To set aside the horrors of British Colonialism in India, such as the late Victorian famines (Holocausts as Mike Davis describes them) or the Bengal Famine of 1942 induced by war time mobilization, some good was done.
The suppression of the ancient Hindu practice of Suttee, burning a widow on her husband’s funeral pyre was one such good.
Charles Napier, the British Army’s Commander-in-Chief in India, faced with local complaints about the abolition of Suttee, replied:
‘You say that it is your custom to burn widows. Very well. We also have a custom: when men burn a woman alive, we tie a rope around their necks and we hang them. Build your funeral pyre; beside it my carpenters will build a gallows. You may follow your custom. And we will follow ours’
(Cited in Steven Pinker’s marvelous new book ‘The Better Angels of Our Nature‘ that I will be reviewing shortly.)
Sir Charles (1782-1853)
Which outlines the full history and complexity of this issue, including the fact that it still occurs in some areas. Here is an extract from Wikipedia:
Attempts to limit or ban the practice had been made by individual British officers in the 18th century, but without the backing of the British East India Company. The first formal British ban was imposed in 1798, in the city of Calcutta only. The practice continued in surrounding regions. Toward the end of the 18th century, the evangelical church in Britain, and its members in India, started campaigns against sati. Leaders of these campaigns included William Carey and William Wilberforce, and both appeared to be motivated by their love for the Indian people and their desire to introduce Indians to Christianity. These movements put pressure on the company to ban the act, and the Bengal Presidency started collecting figures on the practice in 1813.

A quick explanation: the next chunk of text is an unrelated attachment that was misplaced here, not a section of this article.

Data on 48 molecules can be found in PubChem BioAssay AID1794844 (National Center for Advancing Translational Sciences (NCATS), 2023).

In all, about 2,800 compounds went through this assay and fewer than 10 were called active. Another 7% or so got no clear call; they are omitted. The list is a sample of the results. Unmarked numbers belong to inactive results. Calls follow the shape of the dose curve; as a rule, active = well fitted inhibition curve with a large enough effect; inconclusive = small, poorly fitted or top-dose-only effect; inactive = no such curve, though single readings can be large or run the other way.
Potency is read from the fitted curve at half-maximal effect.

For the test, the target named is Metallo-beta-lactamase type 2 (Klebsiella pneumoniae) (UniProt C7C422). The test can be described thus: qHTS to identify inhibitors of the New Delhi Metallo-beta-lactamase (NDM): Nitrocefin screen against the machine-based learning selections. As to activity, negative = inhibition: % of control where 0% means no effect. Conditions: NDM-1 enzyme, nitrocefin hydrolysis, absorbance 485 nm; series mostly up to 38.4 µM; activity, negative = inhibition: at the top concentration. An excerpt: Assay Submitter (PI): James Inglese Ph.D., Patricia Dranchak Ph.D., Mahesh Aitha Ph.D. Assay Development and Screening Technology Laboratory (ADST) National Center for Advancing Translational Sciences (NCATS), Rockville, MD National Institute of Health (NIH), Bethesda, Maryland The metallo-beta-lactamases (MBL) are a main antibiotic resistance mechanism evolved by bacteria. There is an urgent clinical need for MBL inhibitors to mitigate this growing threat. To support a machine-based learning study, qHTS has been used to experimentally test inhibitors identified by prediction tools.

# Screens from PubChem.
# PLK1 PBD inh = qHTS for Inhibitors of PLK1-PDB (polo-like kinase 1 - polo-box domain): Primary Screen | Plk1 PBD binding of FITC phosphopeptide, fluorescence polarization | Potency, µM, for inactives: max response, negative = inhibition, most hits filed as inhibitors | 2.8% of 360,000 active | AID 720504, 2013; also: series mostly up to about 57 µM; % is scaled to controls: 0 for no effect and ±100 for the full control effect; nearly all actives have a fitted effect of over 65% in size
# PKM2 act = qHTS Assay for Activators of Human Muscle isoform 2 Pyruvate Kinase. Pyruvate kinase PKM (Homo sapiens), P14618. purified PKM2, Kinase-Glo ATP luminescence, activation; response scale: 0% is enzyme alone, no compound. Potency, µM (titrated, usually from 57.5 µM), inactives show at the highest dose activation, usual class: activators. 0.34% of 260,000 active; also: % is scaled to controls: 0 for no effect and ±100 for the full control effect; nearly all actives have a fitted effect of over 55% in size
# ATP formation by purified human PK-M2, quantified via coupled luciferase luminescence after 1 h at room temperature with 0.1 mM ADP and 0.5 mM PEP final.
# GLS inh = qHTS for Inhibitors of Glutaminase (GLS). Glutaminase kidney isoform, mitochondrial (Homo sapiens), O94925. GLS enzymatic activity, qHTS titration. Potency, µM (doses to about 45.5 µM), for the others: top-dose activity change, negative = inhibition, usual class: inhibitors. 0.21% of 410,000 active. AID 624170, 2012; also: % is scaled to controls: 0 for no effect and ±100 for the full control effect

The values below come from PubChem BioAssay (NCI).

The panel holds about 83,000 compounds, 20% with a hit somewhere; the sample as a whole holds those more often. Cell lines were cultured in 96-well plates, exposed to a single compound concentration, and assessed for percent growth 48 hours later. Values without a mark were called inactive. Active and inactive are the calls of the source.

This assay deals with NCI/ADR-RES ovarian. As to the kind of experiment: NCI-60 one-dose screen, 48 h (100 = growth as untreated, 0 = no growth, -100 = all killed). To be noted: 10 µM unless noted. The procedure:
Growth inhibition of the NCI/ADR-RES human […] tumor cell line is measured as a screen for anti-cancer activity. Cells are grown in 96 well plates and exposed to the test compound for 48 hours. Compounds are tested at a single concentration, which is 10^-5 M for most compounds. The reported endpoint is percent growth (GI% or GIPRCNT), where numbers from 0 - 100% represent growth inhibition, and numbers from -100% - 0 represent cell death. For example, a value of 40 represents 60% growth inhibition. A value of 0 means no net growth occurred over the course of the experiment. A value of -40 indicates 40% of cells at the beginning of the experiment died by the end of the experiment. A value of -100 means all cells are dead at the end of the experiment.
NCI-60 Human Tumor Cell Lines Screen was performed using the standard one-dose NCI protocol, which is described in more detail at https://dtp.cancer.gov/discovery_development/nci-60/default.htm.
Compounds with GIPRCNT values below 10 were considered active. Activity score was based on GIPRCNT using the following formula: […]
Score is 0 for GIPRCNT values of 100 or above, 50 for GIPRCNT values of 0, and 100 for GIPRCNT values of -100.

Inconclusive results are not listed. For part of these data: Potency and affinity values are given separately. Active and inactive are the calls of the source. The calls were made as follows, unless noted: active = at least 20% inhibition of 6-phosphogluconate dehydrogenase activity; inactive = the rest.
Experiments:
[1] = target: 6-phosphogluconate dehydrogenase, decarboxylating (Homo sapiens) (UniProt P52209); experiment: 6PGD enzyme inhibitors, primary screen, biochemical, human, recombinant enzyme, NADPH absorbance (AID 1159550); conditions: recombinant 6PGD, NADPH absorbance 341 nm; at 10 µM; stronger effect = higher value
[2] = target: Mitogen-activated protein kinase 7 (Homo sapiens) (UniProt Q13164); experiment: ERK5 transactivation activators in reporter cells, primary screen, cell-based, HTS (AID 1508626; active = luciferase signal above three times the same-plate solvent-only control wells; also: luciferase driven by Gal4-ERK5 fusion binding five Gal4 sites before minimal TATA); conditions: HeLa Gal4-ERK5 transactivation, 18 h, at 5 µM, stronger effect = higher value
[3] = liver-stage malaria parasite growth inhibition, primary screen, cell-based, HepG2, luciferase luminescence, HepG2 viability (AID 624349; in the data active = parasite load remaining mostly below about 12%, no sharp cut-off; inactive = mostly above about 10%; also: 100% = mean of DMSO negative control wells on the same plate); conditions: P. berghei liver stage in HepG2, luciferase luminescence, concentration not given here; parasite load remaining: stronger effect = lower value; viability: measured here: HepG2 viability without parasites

The leader of the burgeoning Swaminarayan sect, Sahajanand Swami, was influential in the eventual eradication of sati. He argued that the practice had no Vedic standing and only God could take a life he had given. He also argued that widows could lead a life that would eventually lead to salvation. Governor Malcolm supported Sahajanand in this endeavor, whose domino effect led to other social reforms.
From about 1812, the Bengali reformer Raja Rammohan Roy started his own campaign against the practice. He was motivated by the experience of seeing his own sister-in-law being forced to commit sati. Among his actions, he visited Calcutta cremation grounds to persuade widows not to so die, formed watch groups to do the same, and wrote and disseminated articles to show that it was not required by scripture.
On 4 December 1829, the practice was formally banned in the Bengal Presidency lands, by the then governor, Lord William Bentinck. The ban was challenged in the courts, and the matter went to the Privy Council in London, but was upheld in 1832. Other company territories also banned it shortly after. Although the original ban in Bengal was fairly uncompromising, later in the century British laws include provisions that provided mitigation for murder when “the person whose death is caused, being above the age of 18 years, suffers death or takes the risk of death with his own consent”